When you have surgery or an invasive diagnostic procedure, you will receive some type of anesthesia or medication to help you remain comfortable and pain-free during your procedure. A member of the anesthesia care team at Wooster Community Hospital will meet with you prior to your procedure to explain your anesthesia options and answer any questions you might have.
There are several different types of anesthesia. The type you will receive depends on the surgery or procedure you are having, your age, and your health.
General anesthesia: This type of anesthesia is used for major surgery. It is delivered through a mask or intravenous line (IV), and you will be unconscious for the entire procedure. You may also have a tube inserted down your throat to help you breathe. An anesthesiologist or nurse anesthetist will monitor your heart rate, blood pressure, breathing, and other vital signs throughout your surgery to make sure they are normal.
IV sedation: This type of anesthesia is delivered through an intravenous line. You will relax, and – depending on the level of sedation you receive (minimal, moderate, or deep) – you may remain awake or you may fall asleep, but you will not lose consciousness. IV sedation is typically used for minor surgeries or shorter, less complex procedures. Other names for IV sedation include monitored anesthesia care, conscious sedation, or twilight sedation.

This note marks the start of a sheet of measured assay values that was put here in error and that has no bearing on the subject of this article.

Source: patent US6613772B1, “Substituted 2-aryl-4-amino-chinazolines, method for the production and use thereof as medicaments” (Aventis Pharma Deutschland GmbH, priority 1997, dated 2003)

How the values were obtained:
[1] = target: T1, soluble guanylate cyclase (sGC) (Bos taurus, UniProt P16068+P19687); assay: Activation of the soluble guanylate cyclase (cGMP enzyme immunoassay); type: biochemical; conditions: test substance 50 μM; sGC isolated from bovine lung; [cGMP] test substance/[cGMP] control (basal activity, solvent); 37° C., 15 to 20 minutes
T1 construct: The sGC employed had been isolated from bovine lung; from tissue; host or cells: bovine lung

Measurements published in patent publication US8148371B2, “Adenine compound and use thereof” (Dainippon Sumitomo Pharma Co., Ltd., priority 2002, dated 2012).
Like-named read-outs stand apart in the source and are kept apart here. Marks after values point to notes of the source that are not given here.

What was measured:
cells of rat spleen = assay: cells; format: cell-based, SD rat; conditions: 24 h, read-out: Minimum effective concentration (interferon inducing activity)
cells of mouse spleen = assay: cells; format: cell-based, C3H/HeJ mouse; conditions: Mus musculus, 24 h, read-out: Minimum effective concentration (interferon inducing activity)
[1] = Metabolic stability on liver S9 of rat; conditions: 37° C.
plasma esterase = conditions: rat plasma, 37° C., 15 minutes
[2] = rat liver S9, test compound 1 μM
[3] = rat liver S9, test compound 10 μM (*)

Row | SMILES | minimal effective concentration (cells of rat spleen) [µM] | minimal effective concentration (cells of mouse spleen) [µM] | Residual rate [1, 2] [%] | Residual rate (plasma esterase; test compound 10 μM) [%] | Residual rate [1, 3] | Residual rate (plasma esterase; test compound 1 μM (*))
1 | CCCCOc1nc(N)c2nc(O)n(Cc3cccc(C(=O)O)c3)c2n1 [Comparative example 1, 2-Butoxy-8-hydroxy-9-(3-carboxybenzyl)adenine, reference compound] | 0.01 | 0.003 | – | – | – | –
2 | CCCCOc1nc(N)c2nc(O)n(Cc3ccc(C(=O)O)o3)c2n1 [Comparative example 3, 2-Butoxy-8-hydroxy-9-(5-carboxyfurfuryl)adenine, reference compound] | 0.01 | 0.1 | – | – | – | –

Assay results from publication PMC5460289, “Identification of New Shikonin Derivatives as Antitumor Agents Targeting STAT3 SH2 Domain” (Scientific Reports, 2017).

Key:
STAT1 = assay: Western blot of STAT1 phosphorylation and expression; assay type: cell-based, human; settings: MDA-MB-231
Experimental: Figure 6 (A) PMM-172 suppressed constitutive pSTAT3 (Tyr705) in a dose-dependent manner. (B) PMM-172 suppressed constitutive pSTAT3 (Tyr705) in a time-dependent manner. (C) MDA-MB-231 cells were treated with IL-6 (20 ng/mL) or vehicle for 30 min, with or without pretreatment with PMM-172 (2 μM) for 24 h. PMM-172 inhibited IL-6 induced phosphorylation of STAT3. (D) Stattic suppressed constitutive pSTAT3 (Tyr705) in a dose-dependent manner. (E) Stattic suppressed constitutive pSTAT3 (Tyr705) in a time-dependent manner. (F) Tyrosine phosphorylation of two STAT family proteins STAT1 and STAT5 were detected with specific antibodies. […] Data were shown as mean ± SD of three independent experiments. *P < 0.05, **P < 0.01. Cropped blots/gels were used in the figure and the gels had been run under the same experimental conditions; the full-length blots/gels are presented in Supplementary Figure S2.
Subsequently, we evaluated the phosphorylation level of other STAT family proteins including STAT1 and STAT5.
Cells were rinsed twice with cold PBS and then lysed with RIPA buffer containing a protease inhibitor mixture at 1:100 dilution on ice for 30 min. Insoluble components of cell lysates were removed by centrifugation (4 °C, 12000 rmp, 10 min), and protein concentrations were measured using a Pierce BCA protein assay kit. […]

Regional anesthesia: This type of pain control is used to numb a large section of the body, such as during childbirth. It is delivered through an injection (spinal block) or catheter (epidural) placed in your lower back. You will remain fully awake, but you will not feel anything in the area that is being numbed.
Local anesthesia: This type of pain control is used to numb a small area of the body. It is injected directly into the target area. You will likely receive local anesthesia if you are having a skin biopsy, minor excision, or stitches.
AT WCH, we have physician anesthesiologists and nurse anesthetists on staff. On the day of your surgery or procedure, you will meet with an anesthesiologist to review the type of anesthesia you will be having and discuss post-operative pain control. We know that having surgery is scary, and our goal is to ease your anxiety and worry so you can focus on your recovery and healing.